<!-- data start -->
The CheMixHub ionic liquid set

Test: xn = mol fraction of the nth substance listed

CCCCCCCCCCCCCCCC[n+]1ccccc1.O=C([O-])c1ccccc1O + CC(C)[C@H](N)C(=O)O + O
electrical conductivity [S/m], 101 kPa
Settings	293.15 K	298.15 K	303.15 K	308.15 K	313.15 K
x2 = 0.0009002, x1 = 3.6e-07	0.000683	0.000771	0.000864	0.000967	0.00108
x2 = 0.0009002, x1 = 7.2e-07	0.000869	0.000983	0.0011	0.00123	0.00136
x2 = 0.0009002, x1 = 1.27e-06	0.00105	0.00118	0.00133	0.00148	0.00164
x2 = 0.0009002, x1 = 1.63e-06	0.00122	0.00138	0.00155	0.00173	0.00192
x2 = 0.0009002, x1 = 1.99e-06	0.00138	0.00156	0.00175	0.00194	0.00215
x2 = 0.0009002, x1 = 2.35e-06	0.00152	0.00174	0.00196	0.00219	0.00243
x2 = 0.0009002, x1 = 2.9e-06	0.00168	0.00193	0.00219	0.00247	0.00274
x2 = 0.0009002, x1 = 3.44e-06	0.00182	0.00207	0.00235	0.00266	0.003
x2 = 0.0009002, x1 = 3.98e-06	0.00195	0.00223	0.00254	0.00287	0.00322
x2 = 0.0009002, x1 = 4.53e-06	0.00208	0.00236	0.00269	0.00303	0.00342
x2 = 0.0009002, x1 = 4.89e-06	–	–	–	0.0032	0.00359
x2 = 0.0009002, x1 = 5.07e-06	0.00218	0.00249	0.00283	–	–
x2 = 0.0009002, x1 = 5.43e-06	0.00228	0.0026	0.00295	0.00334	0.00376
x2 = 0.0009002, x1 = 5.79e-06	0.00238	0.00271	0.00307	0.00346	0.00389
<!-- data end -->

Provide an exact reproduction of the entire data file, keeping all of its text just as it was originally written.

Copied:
The CheMixHub ionic liquid set

Test: xn = mol fraction of the nth substance listed

CCCCCCCCCCCCCCCC[n+]1ccccc1.O=C([O-])c1ccccc1O + CC(C)[C@H](N)C(=O)O + O
electrical conductivity [S/m], 101 kPa
Settings	293.15 K	298.15 K	303.15 K	308.15 K	313.15 K
x2 = 0.0009002, x1 = 3.6e-07	0.000683	0.000771	0.000864	0.000967	0.00108
x2 = 0.0009002, x1 = 7.2e-07	0.000869	0.000983	0.0011	0.00123	0.00136
x2 = 0.0009002, x1 = 1.27e-06	0.00105	0.00118	0.00133	0.00148	0.00164
x2 = 0.0009002, x1 = 1.63e-06	0.00122	0.00138	0.00155	0.00173	0.00192
x2 = 0.0009002, x1 = 1.99e-06	0.00138	0.00156	0.00175	0.00194	0.00215
x2 = 0.0009002, x1 = 2.35e-06	0.00152	0.00174	0.00196	0.00219	0.00243
x2 = 0.0009002, x1 = 2.9e-06	0.00168	0.00193	0.00219	0.00247	0.00274
x2 = 0.0009002, x1 = 3.44e-06	0.00182	0.00207	0.00235	0.00266	0.003
x2 = 0.0009002, x1 = 3.98e-06	0.00195	0.00223	0.00254	0.00287	0.00322
x2 = 0.0009002, x1 = 4.53e-06	0.00208	0.00236	0.00269	0.00303	0.00342
x2 = 0.0009002, x1 = 4.89e-06	–	–	–	0.0032	0.00359
x2 = 0.0009002, x1 = 5.07e-06	0.00218	0.00249	0.00283	–	–
x2 = 0.0009002, x1 = 5.43e-06	0.00228	0.0026	0.00295	0.00334	0.00376
x2 = 0.0009002, x1 = 5.79e-06	0.00238	0.00271	0.00307	0.00346	0.00389